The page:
Saturday, January 27, 2007

Busdriver - Whiteboy Hipster Rap

For a couple of months, I have been reading post after post about Busdriver on great indie music blogs (Marathonpacks, fluxblog, and so much silence). I have listened to five tracks from his new album Roadkill Overcoat and read many reviews.

After reading this review in Radar this morning, I decided to give the songs another shot to see whether I was missing something:

He doesn't preach, like fellow do-good underground MC's, he seems to cut a little deeper with anger and irony, and to actually paint a picture of urban dissatisfaction. With "I got people to disappoint, I got mistakes to make, how can you believe that I'm not a waste of space?" Busdriver shows he is existential and prolific in his use of vocabulary words without losing the humor, the self-deprecation, and the absurdity (even rhyming about "taxidermy for the newly chic"). He grabs samples and sound and call-backs, weaving them together in his own audio roadkillovercoat.
This passage is actually insulting on many, many levels and betrays a shocking lack of knowledge about underground hip hop. Hell, even the subtext is insulting.

Setting that aside, I relistened to Busdriver and now I totally get it. He's the ultimate whiteboy hipster rapper. He's like one of them . . . he's clever and ironic!

The problem is that it is really awful hip hop. His flow is awful, his tracks are worse, and the lyrics are just there for the sake of being clever, there is very little rhyme or reason. Also, the mixes are so muddy as to make them nearly unlistenable.

Frankly, it's bad hip hop.

I know the blogosphere is all about finding the next big thing and being first, but here are some examples of excellent "underground" hip hop (though I am defining underground as non-mainstream, rather than how we define it here):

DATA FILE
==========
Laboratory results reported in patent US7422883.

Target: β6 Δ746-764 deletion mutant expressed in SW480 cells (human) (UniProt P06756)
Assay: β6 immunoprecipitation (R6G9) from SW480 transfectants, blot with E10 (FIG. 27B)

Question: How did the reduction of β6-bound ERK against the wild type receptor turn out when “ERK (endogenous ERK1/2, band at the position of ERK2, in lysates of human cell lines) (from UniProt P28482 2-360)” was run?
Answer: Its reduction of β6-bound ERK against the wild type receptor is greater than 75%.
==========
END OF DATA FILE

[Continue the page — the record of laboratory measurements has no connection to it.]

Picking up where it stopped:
Deltron 3030 - a post-apocalyptic concept album by Del tha Funkee Homosapien, Dan the Automator and Kid Koala. The tracks are excellent, Del's flow is always on point, and the lyrics are both clever and reinforce the concept.

Devin the Dude. I am always amazed that Devin is not more famous. His lyrics are clever and paint a portrait of his world so clearly, I can see, hear, and smell him rolling around Houston. Seriously, the aroma of wafting weed permeates all of his lyrics. It's not club music, it's rolling music.

Z-Ro. Okay, another Houston rapper, but Z-Ro has been getting more love lately because of the deal Rap-A-Lot has with Warner Bros. His undergrounds are amazing, and I have the ones he's done with Street Figgaz. Kelefa Sennah wrote in December that:
Z-Ro begins his new album by rapping about the streets. But ''City Streets,'' is an indictment, not a tribute. ''Damn these city streets,'' he declares, and instead of boasting that he has what it takes to survive them, he worries that he doesn't: ''I used to keep a pistol by my side/But it don't matter if I'm strapped, I'm still gonna die.''
He has a new album coming out this year and I hope that this year starts to turn things around for him. Once he's back out of prison, again.

The last artist I would recommend is probably not underground, even using the hipster argot. Still, Dead Prez is far from mainstream. Any music this angry and militant can never be mainstream. The group has gone to great lengths to maintain their separation from the cd-buying, iTunes downloading, LimeWire stealing white audiences that embrace most of hip hop. My favorite song is still "Hip Hop" and it's one of the only two ringtones I have ever had on my phone. (The other: Miles Davis, So What.)


Christopher said...

I'd suggest checking out "Temporary Forever", "Cosmic Cleavage" and "The Weather" before you write the guy off, unfairly.

And you're way offbase about his flow.

J said...

Thanks for the recommendation.

The great thing about hip-hop is that it's a big enough universe that we can completely disagree and still find stuff we each love.